In Harmony with Marble Falls Arts School’s Mission
MARBLE FALLS — Amber McHose understands that, as the executive director of Harmony School of Creative Arts, she’s not going to make a million bucks.
That’s OK with her because it’s in the bigger mission where she finds her returns.
“It’s about helping the kids,” she said. “Our instructors, they’re not going to earn a lot here, but they’re all here because they want to be here. It’s about giving back to the kids in our community, and I think that’s amazing. That’s why I’m here: to serve.”
McHose joined Harmony School of Creative Arts in January as a dance instructor. In May, the nonprofit’s board named her the school’s executive director. Along with a comprehensive background in dance, McHose brings a wealth of experience in working with nonprofits as well as a knowledge of sales and marketing from a career in business.
“This position lets me bring all those things I love doing together, and for a great cause,” McHose said.
Harmony School of Creative Arts started in 1999. It was the brainchild and passion of Barbara Bend, who served as the executive director for 16 years before retiring in 2016. One of Bend’s goals at Harmony was to offer the Highland Lakes community a high-quality arts program to rival those found in larger cities.
Bend, along with great instructors and community support, did just that as evidenced by the programs and student successes over the years.
McHose plans to hold true to Bend’s vision and build on the strong foundation and framework established at Harmony School of Creative Arts.
One of the best ways to do that is continuing the tradition of bringing the best instructors to Harmony.
“A lot of our instructors have come from larger markets, so they bring a great deal of experience with them,” McHose said. “All of our instructors are great, and they provide great lessons and instruction at the same quality you’d find in these bigger markets.”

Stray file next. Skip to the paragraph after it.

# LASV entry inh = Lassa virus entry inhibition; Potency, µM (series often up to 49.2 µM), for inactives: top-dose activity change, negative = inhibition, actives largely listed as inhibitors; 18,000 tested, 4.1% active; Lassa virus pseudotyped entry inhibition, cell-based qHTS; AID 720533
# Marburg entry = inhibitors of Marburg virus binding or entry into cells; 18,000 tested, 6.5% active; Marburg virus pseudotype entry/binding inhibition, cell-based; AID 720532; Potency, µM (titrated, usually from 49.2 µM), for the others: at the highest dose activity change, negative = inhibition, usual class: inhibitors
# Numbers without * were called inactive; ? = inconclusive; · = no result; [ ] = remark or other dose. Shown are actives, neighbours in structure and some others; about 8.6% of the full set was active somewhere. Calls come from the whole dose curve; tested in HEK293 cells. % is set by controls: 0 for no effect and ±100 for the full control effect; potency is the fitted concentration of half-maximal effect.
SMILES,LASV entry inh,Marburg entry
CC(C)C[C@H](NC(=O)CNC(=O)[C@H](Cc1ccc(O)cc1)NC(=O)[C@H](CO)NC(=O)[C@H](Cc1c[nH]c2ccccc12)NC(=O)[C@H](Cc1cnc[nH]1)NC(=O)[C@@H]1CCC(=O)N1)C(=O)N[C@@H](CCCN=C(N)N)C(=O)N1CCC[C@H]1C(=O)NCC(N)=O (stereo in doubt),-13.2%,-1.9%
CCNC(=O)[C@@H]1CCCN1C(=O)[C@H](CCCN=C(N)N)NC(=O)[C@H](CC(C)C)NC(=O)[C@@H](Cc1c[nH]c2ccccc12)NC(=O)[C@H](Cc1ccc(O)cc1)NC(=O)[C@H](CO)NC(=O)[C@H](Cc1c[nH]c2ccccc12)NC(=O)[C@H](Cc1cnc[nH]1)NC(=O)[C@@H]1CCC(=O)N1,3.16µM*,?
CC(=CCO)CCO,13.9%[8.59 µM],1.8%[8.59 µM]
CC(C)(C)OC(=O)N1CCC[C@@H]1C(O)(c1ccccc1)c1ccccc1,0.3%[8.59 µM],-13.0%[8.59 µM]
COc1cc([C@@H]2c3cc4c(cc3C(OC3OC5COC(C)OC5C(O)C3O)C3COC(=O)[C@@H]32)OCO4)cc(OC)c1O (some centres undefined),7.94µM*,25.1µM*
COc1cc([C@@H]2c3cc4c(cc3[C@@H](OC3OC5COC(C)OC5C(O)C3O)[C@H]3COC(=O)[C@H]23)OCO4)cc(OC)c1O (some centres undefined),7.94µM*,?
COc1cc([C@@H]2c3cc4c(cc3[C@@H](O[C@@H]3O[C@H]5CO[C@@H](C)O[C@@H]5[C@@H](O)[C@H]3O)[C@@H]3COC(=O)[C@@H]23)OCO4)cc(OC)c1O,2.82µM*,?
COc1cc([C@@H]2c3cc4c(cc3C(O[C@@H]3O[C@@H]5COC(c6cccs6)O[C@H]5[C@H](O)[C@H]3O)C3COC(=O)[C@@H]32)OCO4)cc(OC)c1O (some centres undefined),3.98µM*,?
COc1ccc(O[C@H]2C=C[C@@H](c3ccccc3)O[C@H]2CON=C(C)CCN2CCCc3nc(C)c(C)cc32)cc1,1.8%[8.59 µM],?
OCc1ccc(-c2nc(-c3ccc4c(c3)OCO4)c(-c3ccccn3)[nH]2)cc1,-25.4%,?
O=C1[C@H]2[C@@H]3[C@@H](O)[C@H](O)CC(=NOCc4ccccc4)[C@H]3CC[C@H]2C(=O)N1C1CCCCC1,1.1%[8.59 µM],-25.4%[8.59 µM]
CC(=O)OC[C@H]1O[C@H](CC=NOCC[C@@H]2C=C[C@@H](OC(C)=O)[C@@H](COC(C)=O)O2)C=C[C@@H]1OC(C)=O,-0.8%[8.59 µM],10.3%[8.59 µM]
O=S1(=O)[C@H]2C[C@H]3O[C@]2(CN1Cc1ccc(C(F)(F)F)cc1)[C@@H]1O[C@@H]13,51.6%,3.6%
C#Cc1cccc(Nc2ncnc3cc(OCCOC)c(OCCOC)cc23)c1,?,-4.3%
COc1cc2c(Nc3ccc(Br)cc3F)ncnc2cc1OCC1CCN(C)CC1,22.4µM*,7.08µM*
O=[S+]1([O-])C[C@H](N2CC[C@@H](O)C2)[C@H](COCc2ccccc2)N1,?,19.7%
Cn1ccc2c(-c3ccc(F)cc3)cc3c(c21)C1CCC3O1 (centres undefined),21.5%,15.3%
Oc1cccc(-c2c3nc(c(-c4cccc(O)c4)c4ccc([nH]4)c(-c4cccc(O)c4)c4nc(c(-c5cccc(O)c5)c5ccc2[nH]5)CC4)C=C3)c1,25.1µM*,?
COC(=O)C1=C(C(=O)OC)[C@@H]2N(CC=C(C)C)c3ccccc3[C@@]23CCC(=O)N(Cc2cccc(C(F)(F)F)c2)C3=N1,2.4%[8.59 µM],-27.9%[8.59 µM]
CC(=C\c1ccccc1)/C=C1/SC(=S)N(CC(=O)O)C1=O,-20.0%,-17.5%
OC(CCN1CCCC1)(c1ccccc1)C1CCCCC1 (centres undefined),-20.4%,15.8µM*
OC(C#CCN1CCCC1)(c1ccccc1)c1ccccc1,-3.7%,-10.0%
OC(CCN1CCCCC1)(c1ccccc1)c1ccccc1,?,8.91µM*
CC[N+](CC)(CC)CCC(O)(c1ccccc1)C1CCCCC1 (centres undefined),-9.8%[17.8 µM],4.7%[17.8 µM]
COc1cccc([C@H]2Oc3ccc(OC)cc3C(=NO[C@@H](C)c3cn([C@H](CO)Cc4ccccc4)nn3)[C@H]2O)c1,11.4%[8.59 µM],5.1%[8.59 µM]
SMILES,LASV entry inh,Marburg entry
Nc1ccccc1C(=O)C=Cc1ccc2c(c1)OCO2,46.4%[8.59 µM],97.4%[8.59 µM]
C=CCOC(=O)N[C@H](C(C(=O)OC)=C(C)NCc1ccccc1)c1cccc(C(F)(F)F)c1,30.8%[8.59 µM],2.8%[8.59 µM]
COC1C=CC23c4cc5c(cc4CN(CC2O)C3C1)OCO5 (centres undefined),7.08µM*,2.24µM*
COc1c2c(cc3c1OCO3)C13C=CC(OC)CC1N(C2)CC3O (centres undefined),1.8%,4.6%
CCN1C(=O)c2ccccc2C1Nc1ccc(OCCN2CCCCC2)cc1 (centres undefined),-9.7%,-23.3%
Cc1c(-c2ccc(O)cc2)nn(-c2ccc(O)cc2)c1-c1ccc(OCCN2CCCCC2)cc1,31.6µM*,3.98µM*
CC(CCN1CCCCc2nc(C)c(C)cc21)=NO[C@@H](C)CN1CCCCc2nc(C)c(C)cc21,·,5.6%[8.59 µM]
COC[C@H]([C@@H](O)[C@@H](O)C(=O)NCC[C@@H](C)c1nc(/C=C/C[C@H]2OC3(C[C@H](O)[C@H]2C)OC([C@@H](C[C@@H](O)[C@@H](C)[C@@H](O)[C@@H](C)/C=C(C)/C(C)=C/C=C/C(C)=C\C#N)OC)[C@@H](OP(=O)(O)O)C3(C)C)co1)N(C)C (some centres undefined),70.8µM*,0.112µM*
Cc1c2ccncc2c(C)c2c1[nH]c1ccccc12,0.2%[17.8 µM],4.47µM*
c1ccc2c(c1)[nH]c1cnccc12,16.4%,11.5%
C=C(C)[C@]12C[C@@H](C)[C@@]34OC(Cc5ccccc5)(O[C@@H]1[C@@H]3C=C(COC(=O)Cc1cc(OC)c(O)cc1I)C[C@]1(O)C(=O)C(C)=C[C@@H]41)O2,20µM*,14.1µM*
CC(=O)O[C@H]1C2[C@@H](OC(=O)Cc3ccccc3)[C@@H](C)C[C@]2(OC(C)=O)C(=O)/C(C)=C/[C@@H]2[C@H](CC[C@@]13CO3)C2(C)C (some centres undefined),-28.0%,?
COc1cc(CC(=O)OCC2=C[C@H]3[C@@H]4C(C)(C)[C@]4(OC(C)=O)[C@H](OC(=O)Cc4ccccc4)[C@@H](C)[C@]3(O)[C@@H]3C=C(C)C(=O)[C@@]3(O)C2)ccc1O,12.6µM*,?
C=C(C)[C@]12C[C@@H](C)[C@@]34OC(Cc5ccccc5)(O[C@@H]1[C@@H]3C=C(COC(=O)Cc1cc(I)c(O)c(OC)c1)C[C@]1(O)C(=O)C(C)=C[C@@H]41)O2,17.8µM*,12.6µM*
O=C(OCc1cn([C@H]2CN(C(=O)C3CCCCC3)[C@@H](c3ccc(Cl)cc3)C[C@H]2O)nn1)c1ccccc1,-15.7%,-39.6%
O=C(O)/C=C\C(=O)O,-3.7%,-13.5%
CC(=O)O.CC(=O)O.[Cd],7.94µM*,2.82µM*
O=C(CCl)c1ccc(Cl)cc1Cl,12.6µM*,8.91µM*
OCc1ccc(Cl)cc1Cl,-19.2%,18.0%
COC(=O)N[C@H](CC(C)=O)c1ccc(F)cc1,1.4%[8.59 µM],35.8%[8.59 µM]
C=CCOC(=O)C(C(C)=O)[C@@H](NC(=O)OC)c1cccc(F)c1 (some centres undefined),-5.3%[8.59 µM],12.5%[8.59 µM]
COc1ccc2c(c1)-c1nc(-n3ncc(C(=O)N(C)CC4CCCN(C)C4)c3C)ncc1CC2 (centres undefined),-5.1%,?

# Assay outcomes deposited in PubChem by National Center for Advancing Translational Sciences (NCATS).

McHose and the Harmony staff focus on student learning, not numbers.
“Because we’re a nonprofit (arts) studio, we don’t care how many classes we have and how many students we can squeeze into them. We’re not trying to get students in and out. We want to give them the best education possible.”
The irony of it is that by striving to ensure they offer each student, from child to adult, the best learning experience possible, Harmony offers a good number of classes.
The school has fall and spring semesters. The fall semester begins Aug. 20, and registration is open both online at harmonyarts.org or by phone at (830) 693-1791.
McHose is also focused on bolstering fundraising for the school. Before she and her husband, Brandon Alan McHose, moved to the Marble Falls area, she was active in the Junior League of Nashville and, prior to that, the Junior League of San Diego. The Junior League is a women’s organization committed to promoting volunteerism and working to better communities. In both the San Diego and Nashville chapters, McHose worked in the fundraising and philanthropy aspects, two things that will help her at Harmony along with her marketing and branding skills from her professional career.
She plans to incorporate innovative fundraising programs and methods at Harmony. While Harmony charges tuition for its programs and courses, these fees basically keep the doors open, not give the school much of a reserve from which to draw.
“Any new programs, performances, scholarships — for them, we rely on grants and donations,” McHose said. “And that’s one of our goals: developing those funds to further support everything we do here.”
It all comes back to school’s basic tenet: serving the students and the community.
Harmony School of Creative Arts is located at 1503 Mormon Mill Road in Marble Falls. Go to harmonyarts.org or call (830) 693-1791 for more information.
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